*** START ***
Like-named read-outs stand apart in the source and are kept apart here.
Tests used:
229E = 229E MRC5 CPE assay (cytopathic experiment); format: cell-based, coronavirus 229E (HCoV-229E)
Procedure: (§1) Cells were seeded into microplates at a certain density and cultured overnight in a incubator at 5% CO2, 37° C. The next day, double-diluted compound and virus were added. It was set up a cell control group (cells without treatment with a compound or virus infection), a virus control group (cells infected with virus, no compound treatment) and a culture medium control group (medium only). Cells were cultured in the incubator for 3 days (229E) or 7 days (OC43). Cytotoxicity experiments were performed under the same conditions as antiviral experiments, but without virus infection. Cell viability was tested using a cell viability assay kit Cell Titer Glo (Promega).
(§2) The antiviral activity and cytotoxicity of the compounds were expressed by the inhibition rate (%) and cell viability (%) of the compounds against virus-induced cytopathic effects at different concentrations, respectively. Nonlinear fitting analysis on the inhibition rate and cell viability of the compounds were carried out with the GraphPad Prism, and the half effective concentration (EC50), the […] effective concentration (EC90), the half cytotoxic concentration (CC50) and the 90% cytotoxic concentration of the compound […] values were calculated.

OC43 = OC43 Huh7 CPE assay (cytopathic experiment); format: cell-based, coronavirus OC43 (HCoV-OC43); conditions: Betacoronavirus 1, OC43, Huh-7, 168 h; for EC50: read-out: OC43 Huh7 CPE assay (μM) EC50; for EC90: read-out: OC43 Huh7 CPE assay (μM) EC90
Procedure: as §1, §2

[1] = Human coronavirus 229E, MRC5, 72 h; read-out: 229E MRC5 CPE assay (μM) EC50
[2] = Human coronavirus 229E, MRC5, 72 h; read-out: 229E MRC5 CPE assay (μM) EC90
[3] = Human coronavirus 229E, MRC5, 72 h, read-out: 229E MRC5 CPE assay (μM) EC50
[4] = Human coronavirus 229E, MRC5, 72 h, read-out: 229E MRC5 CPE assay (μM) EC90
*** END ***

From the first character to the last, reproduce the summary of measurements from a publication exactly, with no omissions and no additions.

Like-named read-outs stand apart in the source and are kept apart here.
Tests used:
229E = 229E MRC5 CPE assay (cytopathic experiment); format: cell-based, coronavirus 229E (HCoV-229E)
Procedure: (§1) Cells were seeded into microplates at a certain density and cultured overnight in a incubator at 5% CO2, 37° C. The next day, double-diluted compound and virus were added. It was set up a cell control group (cells without treatment with a compound or virus infection), a virus control group (cells infected with virus, no compound treatment) and a culture medium control group (medium only). Cells were cultured in the incubator for 3 days (229E) or 7 days (OC43). Cytotoxicity experiments were performed under the same conditions as antiviral experiments, but without virus infection. Cell viability was tested using a cell viability assay kit Cell Titer Glo (Promega).
(§2) The antiviral activity and cytotoxicity of the compounds were expressed by the inhibition rate (%) and cell viability (%) of the compounds against virus-induced cytopathic effects at different concentrations, respectively. Nonlinear fitting analysis on the inhibition rate and cell viability of the compounds were carried out with the GraphPad Prism, and the half effective concentration (EC50), the […] effective concentration (EC90), the half cytotoxic concentration (CC50) and the 90% cytotoxic concentration of the compound […] values were calculated.

OC43 = OC43 Huh7 CPE assay (cytopathic experiment); format: cell-based, coronavirus OC43 (HCoV-OC43); conditions: Betacoronavirus 1, OC43, Huh-7, 168 h; for EC50: read-out: OC43 Huh7 CPE assay (μM) EC50; for EC90: read-out: OC43 Huh7 CPE assay (μM) EC90
Procedure: as §1, §2

[1] = Human coronavirus 229E, MRC5, 72 h; read-out: 229E MRC5 CPE assay (μM) EC50
[2] = Human coronavirus 229E, MRC5, 72 h; read-out: 229E MRC5 CPE assay (μM) EC90
[3] = Human coronavirus 229E, MRC5, 72 h, read-out: 229E MRC5 CPE assay (μM) EC50
[4] = Human coronavirus 229E, MRC5, 72 h, read-out: 229E MRC5 CPE assay (μM) EC90